The Benefits of Online Office Hours

I recently read a post in a Facebook Group by a math instructor who described her office hours as "throwing an hour of my life away every week." This comment upset me much. I have an average of one student show up for my online office hours each semester. However, I never feel that holding office hours is a waste of my time. I feel that holding online office hours has helped to increase overall student satisfaction in my courses. From the student perspective, I believe there is something psychological about knowing an instructor is available to help, even if the student doesn't ask for help. And from my perspective, hosting the online office hours is not an inconvenience to me at all. At my college, we use Zoom, which has a web version and a mobile app. I tend to open the Zoom session on my phone so that I can hear the chime if a student enters the meeting. Then...
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Student Engagement In and Out of the Classroom

On November 7, 2014, I attended the ETOM Conference at St. Clair Community College in Port Huron, MI. One of the underlying themes of this year conference was student engagement in and out of the classroom. As an instructor who hasn’t taken classes in quite some time, sometimes I forget how difficult it is to be a student in the 21st century. Between the rising cost of college, the changing nature of technology, and the demands at home, it is often a struggle to engage students in the classroom. This conference helped give me a different perspective of how I can look at my classes in a new way. The opening session focused on Open Educational Resources and how the cost of textbooks has an impact on which classes students take and how engaged the students are with the college. The statistics are clear that higher textbook costs lead students to take fewer classes and sometimes not to take any classes...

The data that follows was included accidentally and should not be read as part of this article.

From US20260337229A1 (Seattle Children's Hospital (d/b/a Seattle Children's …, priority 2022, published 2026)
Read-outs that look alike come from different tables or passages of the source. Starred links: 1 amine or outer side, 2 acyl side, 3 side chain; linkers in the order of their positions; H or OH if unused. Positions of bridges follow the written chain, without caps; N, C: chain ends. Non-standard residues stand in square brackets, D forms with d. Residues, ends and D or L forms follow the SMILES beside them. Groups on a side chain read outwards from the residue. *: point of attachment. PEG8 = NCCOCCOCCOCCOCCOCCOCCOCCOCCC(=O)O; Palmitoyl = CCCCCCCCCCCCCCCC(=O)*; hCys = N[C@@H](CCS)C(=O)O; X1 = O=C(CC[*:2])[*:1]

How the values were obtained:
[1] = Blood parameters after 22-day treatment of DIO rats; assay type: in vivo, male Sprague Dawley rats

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A #hernia2013 Update

I wasn't sure if I wanted to write this post because I thought it might end up sounding bitter, but the fact of the matter is that I'm not bitter about anything.  I am just writing this to try to inspire those who might be struggling with issues in their life right now, especially around the Christmas season. For those of you who don't know, I started on a weight loss journey back in March 2013.  Since that time, I've lost around 60 lbs.  And since I had been on a diet before that, I've lost a total of about 90 lbs overall.  But this post isn't about the weight loss, it's actually about the side effects of the weight loss. See, what I didn't know about weight loss is that it can lead to a hernia.  Apparently, your intestine is held in place by a fatty membrane.  As I started to lose weight, the fat holding the intestine in place started...
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SCORM Objects and Camtasia Quizzes in Instructure Canvas

So, what exactly is SCORM? Yeah, I don’t know, either.  I can tell you that SCORM stands for Shareable Content Object Reference Model, but other than that, I really have no idea. Why would someone want to use SCORM? Many textbooks these days have publisher-provided SCORM content.  So, if you want to import pre-made content into a Learning Management System, such as Instructure Canvas, SCORM is one way to go about doing that. However, the reason that I wanted to learn about SCORM is because I wanted to create quizzes in Camtasia and have grades read to the Instructure Canvas Gradebook. So, can Instructure Canvas do what you want it to do? Absolutely not!  Instructure Canvas will allow for importing of certain SCORM objects, but not all.  In addition, there are security problems with allowing SCORM content to write to the Instructure Canvas Gradebook. Oh well.  Better luck next time....
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The Problem with Math is English

There have been several separate occasions in my math classes this semester where a student has asked me a question about a vocabulary word and I simply just didn't know the answer.  I took 3 years of Latin in high school and I was an English teacher at one point, so I generally can guess the meaning of a word from the root word.  However, some words just have me stumped.   My new ‘go to’ tool in class is dictionary.com.  Let me give you a few examples of some words that I have looked up during class this semester. Linear Algebra In linear algebra, we were talking about inverse matrices and a student asked me what it means to be an inverse.  I explained to him that it means that the inverse matrix, if it exists, is the matrix that when multiplied by the original matrix yields the identity matrix.  Although that explained what the inverse is mathematically speaking, that really didn't give any...